‘Fake news’ & advocacy journalism
    July 6 2017 by Tim Yarbrough

    When I was in journalism school, there was no such term as “fake news.”
     
    Rather, journalism students were taught at Murray (Ky.) State University and elsewhere to act with integrity, objectivity and accuracy, in accordance with the Society of Professional Journalists (SPJ) Code of Ethics.

    Tim Yarbrough


    The SPJ Code of Ethics includes the following four principles, which are intended to form the foundation of ethical journalism: Seek Truth and Report It; Minimize Harm; Act Independently; and Be Accountable and Transparent.
     
    The SPJ Preamble reads, “Public enlightenment is the forerunner of justice and the foundation of democracy. Ethical journalism strives to ensure the free exchange of information that is accurate, fair and thorough. An ethical journalist acts with integrity.”
     
    For about eight years as a secular working journalist, I visibly saw these principles at work at the newspapers where I was employed.
     
    However, from time to time I noticed “gray areas” arise.
     
    For example, I recall one instance when a local grocer attempted to strong-arm the editor and publisher of the daily where I was the news editor not to run a story that was rather unflattering to his business.
     
    It is well-known that grocery stores historically have been some of the more lucrative advertisers in newspapers, so my boss had a decision to make. Would he succumb to the pressure being exerted on him by the influential grocery store owner or would he report the truth in the public interest?
     
    My boss chose to do the right thing and eventually saw advertising from the grocery store diminish, then end completely when another newspaper in town more interested in money than journalistic ethics gained its business.
     
    In the religious journalism trade, we practice what I call “advocacy” journalism. The Arkansas Baptist News and other state Baptist papers are literally in the business of advocating for the cause of Jesus Christ.
     
    Does that mean that we misrepresent the facts in order to advocate for our higher calling? What it means is that we unabashedly report the news based on our Christian worldview.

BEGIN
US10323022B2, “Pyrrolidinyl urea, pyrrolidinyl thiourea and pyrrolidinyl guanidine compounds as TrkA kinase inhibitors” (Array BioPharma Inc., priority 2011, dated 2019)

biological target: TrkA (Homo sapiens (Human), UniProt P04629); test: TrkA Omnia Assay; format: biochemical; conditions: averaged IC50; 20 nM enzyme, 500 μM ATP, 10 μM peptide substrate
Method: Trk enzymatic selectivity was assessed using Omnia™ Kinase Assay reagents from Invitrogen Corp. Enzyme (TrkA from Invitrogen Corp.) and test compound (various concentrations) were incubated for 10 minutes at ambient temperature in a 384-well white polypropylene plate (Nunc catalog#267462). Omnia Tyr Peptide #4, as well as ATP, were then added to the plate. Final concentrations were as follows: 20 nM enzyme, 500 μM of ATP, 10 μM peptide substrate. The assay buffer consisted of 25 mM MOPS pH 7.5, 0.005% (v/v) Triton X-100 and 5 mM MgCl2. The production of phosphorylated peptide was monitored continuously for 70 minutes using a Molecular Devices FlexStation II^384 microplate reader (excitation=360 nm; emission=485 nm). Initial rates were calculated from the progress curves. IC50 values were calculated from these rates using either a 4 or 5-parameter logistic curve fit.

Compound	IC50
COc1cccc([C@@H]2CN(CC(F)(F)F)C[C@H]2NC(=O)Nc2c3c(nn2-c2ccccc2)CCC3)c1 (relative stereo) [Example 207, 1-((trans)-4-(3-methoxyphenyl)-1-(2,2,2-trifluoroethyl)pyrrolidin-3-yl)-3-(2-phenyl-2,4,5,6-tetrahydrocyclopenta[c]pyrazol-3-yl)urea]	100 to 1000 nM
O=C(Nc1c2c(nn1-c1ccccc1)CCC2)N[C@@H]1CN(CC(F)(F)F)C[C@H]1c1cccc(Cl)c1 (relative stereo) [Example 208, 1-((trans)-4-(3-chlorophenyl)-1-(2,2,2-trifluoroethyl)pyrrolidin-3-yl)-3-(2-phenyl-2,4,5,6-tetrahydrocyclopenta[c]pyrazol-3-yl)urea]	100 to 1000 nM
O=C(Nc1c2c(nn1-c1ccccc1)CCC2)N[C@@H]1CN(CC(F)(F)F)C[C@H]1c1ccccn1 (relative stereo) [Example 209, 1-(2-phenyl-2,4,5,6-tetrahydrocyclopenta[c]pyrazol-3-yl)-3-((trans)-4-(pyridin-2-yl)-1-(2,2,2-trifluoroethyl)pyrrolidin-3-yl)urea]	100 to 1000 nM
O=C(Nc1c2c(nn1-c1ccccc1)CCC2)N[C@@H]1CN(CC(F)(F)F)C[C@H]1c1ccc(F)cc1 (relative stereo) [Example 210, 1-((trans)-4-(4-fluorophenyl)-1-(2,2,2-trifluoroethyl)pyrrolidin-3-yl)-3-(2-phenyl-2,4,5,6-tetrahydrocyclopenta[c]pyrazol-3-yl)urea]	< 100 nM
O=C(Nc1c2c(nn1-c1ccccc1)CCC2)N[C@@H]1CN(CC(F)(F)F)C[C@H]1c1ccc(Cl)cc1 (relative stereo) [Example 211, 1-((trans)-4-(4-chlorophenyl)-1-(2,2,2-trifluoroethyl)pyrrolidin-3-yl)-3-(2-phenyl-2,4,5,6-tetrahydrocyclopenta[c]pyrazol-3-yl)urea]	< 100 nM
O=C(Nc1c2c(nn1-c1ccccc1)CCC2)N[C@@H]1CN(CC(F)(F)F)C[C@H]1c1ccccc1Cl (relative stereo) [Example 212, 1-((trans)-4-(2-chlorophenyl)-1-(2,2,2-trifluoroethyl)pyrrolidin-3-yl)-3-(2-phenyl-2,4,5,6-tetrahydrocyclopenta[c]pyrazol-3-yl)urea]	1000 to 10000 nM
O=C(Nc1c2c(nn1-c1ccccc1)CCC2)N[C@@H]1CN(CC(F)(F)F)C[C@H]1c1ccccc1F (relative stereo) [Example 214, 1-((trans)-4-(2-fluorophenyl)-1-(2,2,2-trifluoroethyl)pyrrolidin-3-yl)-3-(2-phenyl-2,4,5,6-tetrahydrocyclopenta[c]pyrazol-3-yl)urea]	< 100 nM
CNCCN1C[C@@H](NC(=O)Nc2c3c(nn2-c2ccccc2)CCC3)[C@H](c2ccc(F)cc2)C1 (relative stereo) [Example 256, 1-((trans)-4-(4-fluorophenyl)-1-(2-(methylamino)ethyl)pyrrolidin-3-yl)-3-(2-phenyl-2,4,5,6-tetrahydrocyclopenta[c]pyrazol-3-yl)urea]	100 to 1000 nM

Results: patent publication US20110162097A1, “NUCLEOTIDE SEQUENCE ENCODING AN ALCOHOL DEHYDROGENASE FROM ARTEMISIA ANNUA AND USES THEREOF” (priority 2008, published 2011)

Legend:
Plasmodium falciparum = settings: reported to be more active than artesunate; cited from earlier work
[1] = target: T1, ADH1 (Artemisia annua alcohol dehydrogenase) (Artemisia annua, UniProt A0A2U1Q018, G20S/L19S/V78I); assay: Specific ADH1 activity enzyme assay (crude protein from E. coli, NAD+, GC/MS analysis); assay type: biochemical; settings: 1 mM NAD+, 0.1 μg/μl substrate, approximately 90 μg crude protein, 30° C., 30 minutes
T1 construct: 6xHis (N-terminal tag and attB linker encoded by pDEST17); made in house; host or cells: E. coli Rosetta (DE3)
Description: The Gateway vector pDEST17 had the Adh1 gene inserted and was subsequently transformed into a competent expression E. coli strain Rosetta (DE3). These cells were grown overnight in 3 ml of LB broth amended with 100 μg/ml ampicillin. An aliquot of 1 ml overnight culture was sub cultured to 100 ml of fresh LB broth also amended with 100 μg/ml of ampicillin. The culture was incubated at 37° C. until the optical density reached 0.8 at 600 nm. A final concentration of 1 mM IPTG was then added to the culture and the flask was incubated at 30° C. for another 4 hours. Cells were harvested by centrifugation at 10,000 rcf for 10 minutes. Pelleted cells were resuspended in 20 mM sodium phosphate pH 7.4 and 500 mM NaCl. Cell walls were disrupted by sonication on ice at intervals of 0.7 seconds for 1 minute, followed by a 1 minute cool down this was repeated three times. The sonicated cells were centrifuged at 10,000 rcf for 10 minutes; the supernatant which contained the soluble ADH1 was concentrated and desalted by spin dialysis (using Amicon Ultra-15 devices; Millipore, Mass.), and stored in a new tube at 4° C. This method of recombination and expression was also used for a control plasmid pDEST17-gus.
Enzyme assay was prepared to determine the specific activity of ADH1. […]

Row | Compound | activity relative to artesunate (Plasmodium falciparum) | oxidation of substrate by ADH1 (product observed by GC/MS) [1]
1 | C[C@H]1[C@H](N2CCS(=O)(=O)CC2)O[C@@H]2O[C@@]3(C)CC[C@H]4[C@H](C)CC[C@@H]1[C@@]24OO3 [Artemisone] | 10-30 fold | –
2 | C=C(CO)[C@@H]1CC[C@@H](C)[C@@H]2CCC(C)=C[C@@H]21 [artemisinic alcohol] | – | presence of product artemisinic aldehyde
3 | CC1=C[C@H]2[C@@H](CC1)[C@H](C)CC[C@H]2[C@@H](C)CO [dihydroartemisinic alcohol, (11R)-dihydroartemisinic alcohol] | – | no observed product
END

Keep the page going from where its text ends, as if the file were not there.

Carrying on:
While we report on what some may call our bias for Christianity, I like to think that we work hard to uphold high standards of journalism and Christian ethics.
     
    Though much of the writing we do includes feature stories and short news items from our churches, state convention and the Southern Baptist Convention, from time to time news reporting means that we need to “get both sides of the story” so the reader will be accurately informed.
     
    One such story in recent years was our reporting on the vote to legalize “medical” marijuana in Arkansas. While there was no doubt in our reporting where Arkansas Baptists should stand on the issue, we also solicited comments from proponents of legalizing marijuana.
     
    While it is my opinion that legalization of marijuana in any form is bad for Arkansas, it is sometimes helpful to hear what others are saying to help Arkansas Baptists better understand the issue.
     
    Even when I was in journalism school, it was well known that journalists by and large were more liberal in their thinking than conservative. It seems in the 35 years since I graduated from journalism school, that trend has solidified further to the point that many – not all – journalists in the mainstream media practice what I call “activist” journalism.
     
    While it may seem there is no difference between “advocacy” and “activist” journalism on the surface, I submit to you there is a huge difference.
     
    While the Arkansas Baptist News exists to advocate for the cause of Jesus Christ overtly, activist journalism is more covert as a means to sway public opinion to a particular cause or political candidate.
     
    It may be said that the devil works in subtle and covert ways, and there is no doubt that by and large he has control of what we see in the mainstream media and entertainment.
     
    As followers of Jesus Christ, we seek to resist his attacks daily by reading God’s Word, with our prayer life, and through tempering our thoughts and actions.
     
    Another way is by inhabiting our mind with information that is edifying to our Father, and of course that’s what we attempt to do with each print edition and through our online and digital presence.
     
    While not all of the news we publish or post online is something we want to read, we believe fervently that it is something you need to know to grow and defend your faith until that day when we come into the presence of our Lord.

    (EDITOR’S NOTE – Tim Yarbrough is editor/executive director of the Arkansas Baptist News, arkansasbaptist.org, newsjournal of the Arkansas Baptist State Convention.)
     

    7/6/2017 11:27:31 AM by Tim Yarbrough | with 0 comments




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